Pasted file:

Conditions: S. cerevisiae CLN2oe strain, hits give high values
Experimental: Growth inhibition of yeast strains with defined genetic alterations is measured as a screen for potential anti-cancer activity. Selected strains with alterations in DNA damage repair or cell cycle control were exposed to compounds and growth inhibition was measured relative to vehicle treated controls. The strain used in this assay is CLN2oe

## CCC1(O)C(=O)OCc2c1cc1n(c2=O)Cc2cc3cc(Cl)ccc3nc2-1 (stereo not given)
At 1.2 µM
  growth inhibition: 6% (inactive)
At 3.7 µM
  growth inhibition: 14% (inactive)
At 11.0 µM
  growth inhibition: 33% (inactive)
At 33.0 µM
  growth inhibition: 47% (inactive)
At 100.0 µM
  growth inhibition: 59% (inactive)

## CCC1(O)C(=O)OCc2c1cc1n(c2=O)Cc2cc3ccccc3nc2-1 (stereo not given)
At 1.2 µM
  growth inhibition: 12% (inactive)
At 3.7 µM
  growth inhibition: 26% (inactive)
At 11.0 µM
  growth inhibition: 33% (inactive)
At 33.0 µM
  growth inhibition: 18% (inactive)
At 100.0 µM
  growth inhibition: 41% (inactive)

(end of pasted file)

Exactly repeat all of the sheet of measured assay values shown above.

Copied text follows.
Conditions: S. cerevisiae CLN2oe strain, hits give high values
Experimental: Growth inhibition of yeast strains with defined genetic alterations is measured as a screen for potential anti-cancer activity. Selected strains with alterations in DNA damage repair or cell cycle control were exposed to compounds and growth inhibition was measured relative to vehicle treated controls. The strain used in this assay is CLN2oe

## CCC1(O)C(=O)OCc2c1cc1n(c2=O)Cc2cc3cc(Cl)ccc3nc2-1 (stereo not given)
At 1.2 µM
  growth inhibition: 6% (inactive)
At 3.7 µM
  growth inhibition: 14% (inactive)
At 11.0 µM
  growth inhibition: 33% (inactive)
At 33.0 µM
  growth inhibition: 47% (inactive)
At 100.0 µM
  growth inhibition: 59% (inactive)

## CCC1(O)C(=O)OCc2c1cc1n(c2=O)Cc2cc3ccccc3nc2-1 (stereo not given)
At 1.2 µM
  growth inhibition: 12% (inactive)
At 3.7 µM
  growth inhibition: 26% (inactive)
At 11.0 µM
  growth inhibition: 33% (inactive)
At 33.0 µM
  growth inhibition: 18% (inactive)
At 100.0 µM
  growth inhibition: 41% (inactive)